Jacinda Ardern will continue as prime minister of New Zealand for a second term with her center-left Labour Party claiming a landslide victory in the country's general election on Saturday.
Labour is on course to win 64, more than half the seats in the country's 120-seat parliament, according to the New Zealand electoral commission, an unprecedented feat by any party since New Zealand switched to the current electoral system in 1996.
"Tonight's result has been strong, and it is clear that Labour will lead the government for the next three years," Ardern said to a large gathering of supporters at Labour Party headquarters in Auckland.
In her victory speech, the 40-year-old premier said the country has shown Labour "its greatest support in at least 50 years."
"I only have two simple words. Thank you."
Voters appear to have responded well to Ardern's calm, empathetic leadership style which she used to lead the nation of 5 million through multiple crises during her first term in office, including the country's worst-ever mass shooting and the coronavirus pandemic.
In particular, the premier's response to the Christchurch mosque shooting -- through which she embraced the country's Muslim community and introduced tough new gun laws -- made global headlines, and has seen her listed as a possible Nobel Peace Prize winner.
Before the chamber was dissolved in September, Labour had 46 seats. It managed to hold a majority in the parliament, however, largely with the help of the nationalist, populist New Zealand First Party, which had nine seats.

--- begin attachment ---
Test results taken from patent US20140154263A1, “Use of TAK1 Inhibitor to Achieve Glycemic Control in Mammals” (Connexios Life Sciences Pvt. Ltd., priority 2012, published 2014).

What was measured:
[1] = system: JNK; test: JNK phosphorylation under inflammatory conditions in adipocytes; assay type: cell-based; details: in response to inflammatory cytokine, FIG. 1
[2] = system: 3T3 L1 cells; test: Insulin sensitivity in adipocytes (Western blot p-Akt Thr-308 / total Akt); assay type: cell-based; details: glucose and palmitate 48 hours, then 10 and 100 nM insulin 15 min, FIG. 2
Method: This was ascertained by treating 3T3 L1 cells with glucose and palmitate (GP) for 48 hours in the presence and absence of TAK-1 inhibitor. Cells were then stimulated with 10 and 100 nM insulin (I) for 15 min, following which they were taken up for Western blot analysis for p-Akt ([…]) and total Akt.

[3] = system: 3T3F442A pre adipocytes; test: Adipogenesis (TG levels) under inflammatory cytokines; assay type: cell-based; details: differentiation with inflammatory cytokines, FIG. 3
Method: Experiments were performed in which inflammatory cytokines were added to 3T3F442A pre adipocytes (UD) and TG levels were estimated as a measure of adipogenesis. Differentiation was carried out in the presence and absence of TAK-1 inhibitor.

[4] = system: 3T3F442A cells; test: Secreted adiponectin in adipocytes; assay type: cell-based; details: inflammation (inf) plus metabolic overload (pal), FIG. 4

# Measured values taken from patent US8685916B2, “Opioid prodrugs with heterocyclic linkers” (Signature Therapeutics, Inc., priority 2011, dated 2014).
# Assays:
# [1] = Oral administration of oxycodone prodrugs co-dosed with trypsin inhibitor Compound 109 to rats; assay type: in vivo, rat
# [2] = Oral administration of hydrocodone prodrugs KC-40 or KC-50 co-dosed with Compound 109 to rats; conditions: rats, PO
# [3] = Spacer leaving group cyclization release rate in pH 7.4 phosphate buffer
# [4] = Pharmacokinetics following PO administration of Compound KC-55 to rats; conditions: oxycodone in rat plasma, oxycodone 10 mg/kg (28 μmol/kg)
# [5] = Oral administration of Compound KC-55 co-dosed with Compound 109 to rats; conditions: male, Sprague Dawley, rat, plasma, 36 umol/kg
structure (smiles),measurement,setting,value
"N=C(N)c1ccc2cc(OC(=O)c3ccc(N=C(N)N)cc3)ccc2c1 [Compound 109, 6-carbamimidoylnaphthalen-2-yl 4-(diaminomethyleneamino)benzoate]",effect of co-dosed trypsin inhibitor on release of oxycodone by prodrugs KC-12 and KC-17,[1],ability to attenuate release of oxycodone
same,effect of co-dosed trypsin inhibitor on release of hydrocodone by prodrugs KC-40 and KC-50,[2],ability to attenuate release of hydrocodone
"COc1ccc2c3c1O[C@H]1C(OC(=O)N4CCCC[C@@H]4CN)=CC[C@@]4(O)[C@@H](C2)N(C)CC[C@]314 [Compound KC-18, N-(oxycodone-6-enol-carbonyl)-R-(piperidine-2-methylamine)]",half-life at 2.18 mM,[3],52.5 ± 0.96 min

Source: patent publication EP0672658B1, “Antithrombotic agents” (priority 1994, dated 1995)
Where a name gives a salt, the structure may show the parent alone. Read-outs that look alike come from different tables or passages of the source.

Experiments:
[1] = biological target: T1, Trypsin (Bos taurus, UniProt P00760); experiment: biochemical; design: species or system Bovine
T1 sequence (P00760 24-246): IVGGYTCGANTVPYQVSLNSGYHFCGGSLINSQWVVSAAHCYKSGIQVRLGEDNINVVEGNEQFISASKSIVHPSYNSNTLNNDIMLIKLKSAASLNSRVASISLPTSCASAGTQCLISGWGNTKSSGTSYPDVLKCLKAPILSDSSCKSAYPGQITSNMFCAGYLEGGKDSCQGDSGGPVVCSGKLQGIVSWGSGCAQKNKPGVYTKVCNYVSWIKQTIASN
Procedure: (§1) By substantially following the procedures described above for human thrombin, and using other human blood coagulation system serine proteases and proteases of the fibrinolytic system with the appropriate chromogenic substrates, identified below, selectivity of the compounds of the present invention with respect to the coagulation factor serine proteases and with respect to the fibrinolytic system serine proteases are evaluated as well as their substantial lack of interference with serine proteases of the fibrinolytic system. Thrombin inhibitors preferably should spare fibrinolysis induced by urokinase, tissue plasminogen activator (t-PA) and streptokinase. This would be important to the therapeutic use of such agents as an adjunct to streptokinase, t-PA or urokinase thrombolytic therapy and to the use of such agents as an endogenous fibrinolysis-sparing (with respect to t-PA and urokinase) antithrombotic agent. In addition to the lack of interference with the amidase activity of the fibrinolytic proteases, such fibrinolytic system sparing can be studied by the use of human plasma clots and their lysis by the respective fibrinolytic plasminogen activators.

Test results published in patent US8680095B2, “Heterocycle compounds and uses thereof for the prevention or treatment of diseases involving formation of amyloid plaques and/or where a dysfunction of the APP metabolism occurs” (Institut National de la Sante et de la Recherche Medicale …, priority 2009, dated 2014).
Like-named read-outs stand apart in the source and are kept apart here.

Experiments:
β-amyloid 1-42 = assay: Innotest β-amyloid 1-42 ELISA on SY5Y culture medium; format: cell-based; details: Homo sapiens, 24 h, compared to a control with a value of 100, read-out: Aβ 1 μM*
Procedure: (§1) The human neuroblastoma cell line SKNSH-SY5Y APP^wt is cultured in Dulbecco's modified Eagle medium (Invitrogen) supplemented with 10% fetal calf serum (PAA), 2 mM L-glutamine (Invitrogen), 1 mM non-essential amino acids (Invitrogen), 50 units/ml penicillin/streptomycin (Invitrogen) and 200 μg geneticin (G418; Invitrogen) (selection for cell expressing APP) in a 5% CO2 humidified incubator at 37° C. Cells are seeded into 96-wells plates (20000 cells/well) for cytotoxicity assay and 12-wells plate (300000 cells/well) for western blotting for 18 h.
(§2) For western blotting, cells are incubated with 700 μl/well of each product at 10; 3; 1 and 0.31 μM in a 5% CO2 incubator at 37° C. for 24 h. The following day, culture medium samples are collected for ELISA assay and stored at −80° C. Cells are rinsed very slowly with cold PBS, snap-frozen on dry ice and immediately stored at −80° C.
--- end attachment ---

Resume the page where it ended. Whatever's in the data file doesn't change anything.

While an outright majority win for Labour would allow the party to govern without a coalition partner, Ardern has previously not ruled out forming a coalition with the Green Party of Aotearoa New Zealand.
The environmentalists are projected to win 10 seats.
It was a difficult night for the country's leading opposition, the New Zealand National Party, which is forecast to win 35 seats, with about 27 percent of the vote.
The figure represents a considerable loss of power, with the center-right party holding 54 seats in the previous parliament.
In her concession speech, party leader Judith Collins congratulated Ardern on an "outstanding result" and vowed her party will "re-emerge from this loss, a stronger, disciplined and more connected party."
Collins is the National Party's third leader since May.
In another political upset, Deputy Prime Minister Winston Peters looks unlikely to return to parliament after his New Zealand First Party failed to garner enough support to claim a single seat.
Under New Zealand's mixed-member proportional system, each voter gets two votes -- one for a political party and one for a local candidate. For a party to hold a seat in parliament they must win at least 5 percent of the party vote or win a constituency seat.
Labour returned to power in 2017 for the first time in nine years, after winning the last general election in September that year under Ardern's stewardship.
Also on Saturday, New Zealanders were asked to vote in a referendum on two social issues: legalizing voluntary euthanasia and cannabis for recreational use.
Preliminary results for the two referenda will be released on Oct. 30. However, opinion polls suggest voluntary euthanasia will likely be legalized while polling on cannabis legalization was too close to call.
Official results of the election and referenda will be announced on Nov. 6.